Amazon might be the one-stop online shop for just about everything (I have some imported Canadian ketchup chips on the way), but there is one area it hopes to do better in: the grocery business. The company picked up quite a bit of grocery retail firepower when it acquired Whole Foods in 2017, but that apparently hasn’t been enough to guarantee the success of its own branded Amazon Fresh stores.
The corporate giant has recently announced layoffs at its brick-and-mortar Amazon Fresh stores, and NPR reports that the brand’s struggles reflect Americans’ shopping habits and preferences. When it comes down to it, the technology-assisted convenience touted by Amazon might not be exactly what everyone wants out of a grocery trip.
A big selling point for Amazon Fresh stores is their use of Just Walk Out technology. And in theory, the idea of being able to stroll into a store, grab what I need, and exit without having to wait for a cashier or deal with a self-checkout kiosk is one that intrigues me. But the method by which this is made possible is more unnerving than appealing.
The Just Walk Out system involves cameras and sensors that track your every move within the store, identifying which items you pick up, which ones you put back, and which ones you exit the store with. If you’re just looking to get some beer, frozen pizza, and ice cream for a wild Friday night in, you might actually prefer paying in cash just to feel less like you’re under the microscope.
Given the choice, I’m more comfortable when my grocery run doesn’t mimic the beginning of the Terminator franchise. (Are the machines listening to me even now?)
There are six major grocery stores within walking distance of my home, and far more within driving distance. Granted, I live in the large, wonderful city of Chicago where such resources are plentiful, but even in areas of the country dominated by Walmart, it’s clear that the grocery sector is where Amazon faces some of its steepest competition.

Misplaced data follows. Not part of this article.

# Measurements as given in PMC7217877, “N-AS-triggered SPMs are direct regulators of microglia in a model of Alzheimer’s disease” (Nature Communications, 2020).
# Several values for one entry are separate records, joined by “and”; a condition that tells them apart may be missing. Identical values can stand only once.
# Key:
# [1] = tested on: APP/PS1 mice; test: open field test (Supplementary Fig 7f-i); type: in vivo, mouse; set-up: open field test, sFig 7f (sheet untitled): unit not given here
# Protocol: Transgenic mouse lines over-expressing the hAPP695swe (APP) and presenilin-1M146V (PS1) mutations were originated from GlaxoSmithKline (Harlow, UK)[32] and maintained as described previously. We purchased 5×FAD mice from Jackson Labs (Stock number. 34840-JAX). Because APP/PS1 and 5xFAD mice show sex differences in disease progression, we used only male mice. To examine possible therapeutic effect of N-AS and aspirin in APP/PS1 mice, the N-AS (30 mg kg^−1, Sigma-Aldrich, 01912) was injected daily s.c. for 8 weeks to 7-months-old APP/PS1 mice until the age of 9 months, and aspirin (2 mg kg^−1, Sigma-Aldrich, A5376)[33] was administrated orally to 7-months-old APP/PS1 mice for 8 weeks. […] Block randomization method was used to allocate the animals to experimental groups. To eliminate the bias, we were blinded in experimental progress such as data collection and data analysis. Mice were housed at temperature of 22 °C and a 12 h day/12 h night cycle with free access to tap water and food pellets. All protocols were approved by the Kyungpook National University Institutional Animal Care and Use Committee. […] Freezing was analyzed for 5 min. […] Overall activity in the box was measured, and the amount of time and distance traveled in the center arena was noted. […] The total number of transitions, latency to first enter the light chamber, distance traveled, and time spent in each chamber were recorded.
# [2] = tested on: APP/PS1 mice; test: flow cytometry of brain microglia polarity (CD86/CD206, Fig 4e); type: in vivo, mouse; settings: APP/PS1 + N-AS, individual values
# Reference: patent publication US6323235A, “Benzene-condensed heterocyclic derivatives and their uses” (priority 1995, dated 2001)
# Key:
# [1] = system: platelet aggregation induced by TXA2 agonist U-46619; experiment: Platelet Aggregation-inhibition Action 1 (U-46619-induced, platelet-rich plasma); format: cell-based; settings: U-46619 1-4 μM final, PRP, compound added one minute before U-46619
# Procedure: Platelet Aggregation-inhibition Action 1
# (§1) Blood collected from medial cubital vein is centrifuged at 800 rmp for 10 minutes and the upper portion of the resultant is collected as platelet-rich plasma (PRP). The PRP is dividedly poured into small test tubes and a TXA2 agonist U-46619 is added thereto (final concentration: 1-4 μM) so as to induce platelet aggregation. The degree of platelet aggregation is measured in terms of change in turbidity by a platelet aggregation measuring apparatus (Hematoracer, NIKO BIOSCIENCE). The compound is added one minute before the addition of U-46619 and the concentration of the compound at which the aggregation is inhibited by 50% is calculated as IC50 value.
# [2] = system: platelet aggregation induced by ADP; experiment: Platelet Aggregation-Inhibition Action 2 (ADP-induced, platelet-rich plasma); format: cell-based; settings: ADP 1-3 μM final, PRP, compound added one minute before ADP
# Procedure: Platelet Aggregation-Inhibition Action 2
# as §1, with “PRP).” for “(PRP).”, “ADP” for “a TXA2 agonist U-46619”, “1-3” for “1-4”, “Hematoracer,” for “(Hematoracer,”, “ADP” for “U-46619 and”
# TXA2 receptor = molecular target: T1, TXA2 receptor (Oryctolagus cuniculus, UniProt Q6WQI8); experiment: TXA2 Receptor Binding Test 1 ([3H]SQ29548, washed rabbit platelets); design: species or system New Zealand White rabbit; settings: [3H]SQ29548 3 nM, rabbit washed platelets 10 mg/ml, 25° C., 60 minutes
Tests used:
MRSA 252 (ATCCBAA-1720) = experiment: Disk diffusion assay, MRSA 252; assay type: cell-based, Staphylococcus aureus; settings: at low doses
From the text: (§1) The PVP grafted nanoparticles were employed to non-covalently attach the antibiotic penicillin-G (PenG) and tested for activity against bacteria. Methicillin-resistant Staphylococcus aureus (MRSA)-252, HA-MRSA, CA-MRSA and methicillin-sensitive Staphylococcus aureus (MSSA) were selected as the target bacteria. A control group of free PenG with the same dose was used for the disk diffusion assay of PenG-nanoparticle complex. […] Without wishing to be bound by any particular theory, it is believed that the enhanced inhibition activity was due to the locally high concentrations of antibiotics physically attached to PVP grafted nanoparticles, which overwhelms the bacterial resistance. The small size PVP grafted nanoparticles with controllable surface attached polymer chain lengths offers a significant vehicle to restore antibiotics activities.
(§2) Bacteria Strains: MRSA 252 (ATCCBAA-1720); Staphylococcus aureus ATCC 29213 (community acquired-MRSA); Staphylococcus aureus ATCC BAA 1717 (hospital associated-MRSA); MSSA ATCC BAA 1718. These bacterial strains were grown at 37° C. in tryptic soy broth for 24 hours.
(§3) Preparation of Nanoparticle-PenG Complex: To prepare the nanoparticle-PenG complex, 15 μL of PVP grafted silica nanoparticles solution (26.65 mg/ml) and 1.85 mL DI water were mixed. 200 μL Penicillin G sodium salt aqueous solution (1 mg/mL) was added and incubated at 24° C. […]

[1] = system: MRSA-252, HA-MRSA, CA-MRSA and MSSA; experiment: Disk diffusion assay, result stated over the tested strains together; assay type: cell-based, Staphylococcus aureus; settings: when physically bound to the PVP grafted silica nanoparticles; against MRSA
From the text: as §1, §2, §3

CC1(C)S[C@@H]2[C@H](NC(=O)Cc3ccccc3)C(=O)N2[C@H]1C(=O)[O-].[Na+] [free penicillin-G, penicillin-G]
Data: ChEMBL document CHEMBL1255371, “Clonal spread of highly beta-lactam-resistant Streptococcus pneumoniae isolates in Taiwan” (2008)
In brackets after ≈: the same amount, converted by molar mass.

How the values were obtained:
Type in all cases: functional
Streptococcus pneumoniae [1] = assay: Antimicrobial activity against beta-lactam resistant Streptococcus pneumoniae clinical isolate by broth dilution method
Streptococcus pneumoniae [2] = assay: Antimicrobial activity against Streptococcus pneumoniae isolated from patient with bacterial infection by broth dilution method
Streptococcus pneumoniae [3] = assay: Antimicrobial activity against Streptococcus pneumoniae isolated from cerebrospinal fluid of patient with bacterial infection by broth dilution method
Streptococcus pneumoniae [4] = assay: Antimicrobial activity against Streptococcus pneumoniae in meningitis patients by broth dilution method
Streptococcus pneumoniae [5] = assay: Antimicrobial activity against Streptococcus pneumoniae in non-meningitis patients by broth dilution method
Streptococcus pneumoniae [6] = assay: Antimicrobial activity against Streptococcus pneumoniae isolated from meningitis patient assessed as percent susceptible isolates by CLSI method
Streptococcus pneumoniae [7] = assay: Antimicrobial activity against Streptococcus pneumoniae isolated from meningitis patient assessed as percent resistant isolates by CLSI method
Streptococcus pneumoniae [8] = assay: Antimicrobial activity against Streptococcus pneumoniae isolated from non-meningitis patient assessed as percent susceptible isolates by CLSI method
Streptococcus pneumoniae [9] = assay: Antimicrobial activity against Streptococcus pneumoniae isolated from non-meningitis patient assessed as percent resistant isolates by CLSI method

Big picture: Amazon’s up against massive established retailers like Walmart and Target, both of which got into the grocery game years ahead of Amazon—not to mention the nation’s conglomerates Kroger and Albertsons, which many consumers fear could soon become one massive grocery monopoly.
This is a personal rant of mine, but along with the unsettling (and accurate) feeling of being watched as soon as you set foot in an Amazon Fresh store, there’s also the feeling that the entire layout is, in a word, menacing.
The primary color scheme in the store is all black, and I fucking hate it enough to justify the F-bomb in this sentence. Sure, the products on the shelves are brightly colored to catch your eye, and there are a few bright green accents on the signage around the store, but that pervasive, catacomb-like darkness only makes me want to leave immediately, if not avoid the store altogether. I don’t want to do my grocery shopping in a tomb.
The current layoffs signal that things aren’t going as planned, and NPR says that investors are still skittish on Amazon’s lukewarm foray into groceries, already a low-margin vertical. If Amazon Fresh’s fielding suggestions for how to improve its forecast, may I suggest making the place look slightly less like a murder den?